Love unagi? Then you must try this catfish kabayaki recipe, sweet and delicate tare sauce on top of tender juicy catfish and garnished with sesame seeds.
Growing up in Japan I used to eat fish more often than I do now living in the U.S. With the wide variety of fish available in Japan, my mom prepared and cooked different kinds of fish throughout the week. She always said we need to eat meat and fish alternatively so that we can enjoy food from both the sea and land.
Today I want to introduce Catfish Kabayaki that is easy to get ingredients for anywhere you live, economical, simple and fast to cook, and last but not least, delicious for the whole family to enjoy.
What is Kabayaki?
Kabayaki (蒲焼き) is a style of Japanese cooking – just like how Teriyaki (照り焼き) is actually a style of cooking, not the name of the sauce.
This style of cooking is specifically for dishes prepared with fish. Typically a long fish is filleted, deboned, skewered, grilled without the sauce first, and then brushed with sweet soy sauce called tare (pronounced [ta LEH] たれ).
The popular Japanese eel or unagi (鰻) is actually called Unagi no Kabayaki (鰻の蒲焼き) because the way it’s cooked is kabayaki-style.
Catfish Kabayaki as an Alternative to Unagi (Eel)
Speaking of eel or unagi, this Catfish Kabayaki is a wonderful alternative to Unadon (鰻丼, Unagi Donburi) or Unajyu (鰻重).
For several years, good quality domestic unagi has been really expensive in Japan. We occasionally find them in the US at Japanese grocery stores, but the cost is close to $30 for one fillet. The non-Japanese frozen unagi in vacuum pack is cheaper, but has a rubbery texture and it doesn’t taste very good.
So what’s a good alternative? Try this Catfish Kabayaki! It is not unagi, but I think it’ll satisfy your cravings!
Key Ingredients to Make Perfect Catfish Kabayaki
Catfish: My local fish monger recommended me to use basa fish, a type of catfish for this recipe and I liked how it turned out! Of course you can use other types of fish as well, but choose fillets that are relatively thin so it’ll cook faster.
Flour: I use all-purpose flour for my Teriyaki Salmon recipe as well, and some of you asked why. Applying flour before cooking the fillet helps to retain the shape (flesh) of the fish, resulting in crispier texture, and thickens the sauce when you pour the liquid seasonings later.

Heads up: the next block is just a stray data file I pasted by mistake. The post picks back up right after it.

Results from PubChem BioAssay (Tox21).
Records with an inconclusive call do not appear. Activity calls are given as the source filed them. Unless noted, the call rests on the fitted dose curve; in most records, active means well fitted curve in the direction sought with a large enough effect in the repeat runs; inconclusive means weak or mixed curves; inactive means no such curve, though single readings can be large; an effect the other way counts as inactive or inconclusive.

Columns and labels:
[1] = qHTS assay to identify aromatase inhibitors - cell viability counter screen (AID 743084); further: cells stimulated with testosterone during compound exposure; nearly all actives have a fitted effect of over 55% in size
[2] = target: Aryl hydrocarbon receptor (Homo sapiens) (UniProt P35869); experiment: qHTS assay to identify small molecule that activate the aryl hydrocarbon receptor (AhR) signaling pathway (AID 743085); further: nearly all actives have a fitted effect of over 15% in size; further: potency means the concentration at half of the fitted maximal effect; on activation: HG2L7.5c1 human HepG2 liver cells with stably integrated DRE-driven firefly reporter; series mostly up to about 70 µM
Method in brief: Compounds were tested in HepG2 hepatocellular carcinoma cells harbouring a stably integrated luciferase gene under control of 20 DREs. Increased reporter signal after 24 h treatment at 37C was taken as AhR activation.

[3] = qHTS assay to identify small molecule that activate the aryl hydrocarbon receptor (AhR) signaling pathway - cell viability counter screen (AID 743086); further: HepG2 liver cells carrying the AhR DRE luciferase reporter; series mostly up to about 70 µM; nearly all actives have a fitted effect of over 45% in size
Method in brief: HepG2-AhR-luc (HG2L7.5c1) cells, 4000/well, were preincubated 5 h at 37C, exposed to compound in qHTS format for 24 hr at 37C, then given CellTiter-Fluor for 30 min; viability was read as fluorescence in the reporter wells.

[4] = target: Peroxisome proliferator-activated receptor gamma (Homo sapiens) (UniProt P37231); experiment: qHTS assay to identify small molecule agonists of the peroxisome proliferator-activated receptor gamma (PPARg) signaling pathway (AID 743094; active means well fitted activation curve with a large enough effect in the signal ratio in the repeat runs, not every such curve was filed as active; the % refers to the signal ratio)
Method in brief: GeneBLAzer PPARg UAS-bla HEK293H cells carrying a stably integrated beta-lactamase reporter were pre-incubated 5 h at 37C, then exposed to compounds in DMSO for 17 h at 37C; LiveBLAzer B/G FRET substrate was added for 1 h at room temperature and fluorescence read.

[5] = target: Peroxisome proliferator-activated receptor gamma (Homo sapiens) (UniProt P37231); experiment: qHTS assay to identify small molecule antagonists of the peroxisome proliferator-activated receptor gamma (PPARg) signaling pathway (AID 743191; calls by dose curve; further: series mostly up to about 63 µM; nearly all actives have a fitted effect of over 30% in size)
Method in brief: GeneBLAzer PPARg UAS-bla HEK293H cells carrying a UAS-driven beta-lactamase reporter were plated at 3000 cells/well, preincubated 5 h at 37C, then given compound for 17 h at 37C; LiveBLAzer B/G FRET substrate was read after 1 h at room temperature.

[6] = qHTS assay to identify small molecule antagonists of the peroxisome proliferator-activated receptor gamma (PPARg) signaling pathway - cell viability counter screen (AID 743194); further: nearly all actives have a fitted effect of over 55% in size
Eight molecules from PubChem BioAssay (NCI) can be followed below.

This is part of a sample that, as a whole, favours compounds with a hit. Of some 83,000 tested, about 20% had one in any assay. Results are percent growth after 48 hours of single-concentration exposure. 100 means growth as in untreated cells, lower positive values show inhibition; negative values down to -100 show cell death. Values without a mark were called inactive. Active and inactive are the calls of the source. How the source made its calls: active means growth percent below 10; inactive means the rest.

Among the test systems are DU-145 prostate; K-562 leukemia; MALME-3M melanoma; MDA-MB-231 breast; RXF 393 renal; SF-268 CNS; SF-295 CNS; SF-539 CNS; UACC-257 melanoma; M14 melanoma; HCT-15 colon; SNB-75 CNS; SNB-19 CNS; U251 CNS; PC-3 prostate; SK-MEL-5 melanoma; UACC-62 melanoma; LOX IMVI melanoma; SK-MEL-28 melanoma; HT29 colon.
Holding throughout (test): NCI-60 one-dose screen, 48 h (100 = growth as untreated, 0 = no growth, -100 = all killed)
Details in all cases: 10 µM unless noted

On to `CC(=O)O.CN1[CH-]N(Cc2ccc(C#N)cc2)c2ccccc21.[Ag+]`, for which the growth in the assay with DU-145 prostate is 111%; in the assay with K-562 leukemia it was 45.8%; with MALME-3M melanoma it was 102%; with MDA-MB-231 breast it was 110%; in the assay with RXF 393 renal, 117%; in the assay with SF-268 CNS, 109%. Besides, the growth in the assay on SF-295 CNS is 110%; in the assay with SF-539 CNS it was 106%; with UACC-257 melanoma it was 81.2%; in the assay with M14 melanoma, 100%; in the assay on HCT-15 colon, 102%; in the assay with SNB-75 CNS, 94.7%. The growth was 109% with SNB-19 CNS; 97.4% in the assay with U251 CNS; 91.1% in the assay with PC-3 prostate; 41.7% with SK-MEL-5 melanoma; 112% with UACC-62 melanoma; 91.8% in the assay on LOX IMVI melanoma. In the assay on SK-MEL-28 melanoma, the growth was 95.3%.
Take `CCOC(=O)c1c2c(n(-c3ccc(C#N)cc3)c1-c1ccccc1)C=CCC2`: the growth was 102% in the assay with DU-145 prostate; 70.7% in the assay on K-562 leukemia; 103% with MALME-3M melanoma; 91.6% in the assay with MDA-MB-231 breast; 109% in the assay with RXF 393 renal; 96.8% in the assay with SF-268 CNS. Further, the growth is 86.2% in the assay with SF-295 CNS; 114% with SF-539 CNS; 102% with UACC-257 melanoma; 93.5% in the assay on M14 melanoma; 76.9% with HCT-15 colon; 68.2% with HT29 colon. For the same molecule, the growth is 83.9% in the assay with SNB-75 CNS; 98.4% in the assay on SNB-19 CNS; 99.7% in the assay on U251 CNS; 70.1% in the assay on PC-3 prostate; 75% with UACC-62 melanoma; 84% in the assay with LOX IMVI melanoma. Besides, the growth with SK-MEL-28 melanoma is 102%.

Sake & Mirin: If you’re new to Japanese cooking, you probably want to ask if you can replace or substitute sake and mirin for something else. I always say to get these two ingredients because that’s they are essential Japanese ingredients that we use for a majority of Japanese (savory) recipes. Please check each pantry page for substitute information: sake here, and mirin here.
As usual, my family are the guinea pigs of my creation and they absolutely loved this dish. The sweet tare sauce worked really well with tender catfish and you have to enjoy it on top of rice. We liked this dish so much we ate it twice in 1 week. Enjoy!
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Gather all the ingredients.
- Cut the catfish filet in half. Season both sides of the catfish fillets with salt and black pepper.
- Coat the fillets with 1 ½ Tbsp. all-purpose flour. Gently shake off excess flour.
- Heat 1 ½ Tbsp. vegetable oil (if you like crispier texture, use 2 to 2 ½ Tbsp. oil) in the frying pan over medium heat. Cook both sides of the fillet until golden brown, about 3-4 minutes each side.
- Whisk 2 Tbsp. sake, 2 Tbsp. mirin, 3 Tbsp. soy sauce, and 1 Tbsp. sugar together in a small bowl. Pour the sauce over the fish. Using spoon, scoop some sauce and pour over the fish several times. Cook a few minutes until the sauce gets thicken.
- Thinly slice the green onions and sprinkle over the fish. Turn off the heat and serve the fish over steamed rice. Drizzle the sauce over the fish. Sprinkle sesame seeds and sansho pepper if you like.
Recipe by Namiko Chen of Just One Cookbook. All images and content on this site are copyright protected. Please do not use my images without my permission. If you’d like to share this recipe on your site, please re-write the recipe in your own words and link to this post as the original source. Thank you.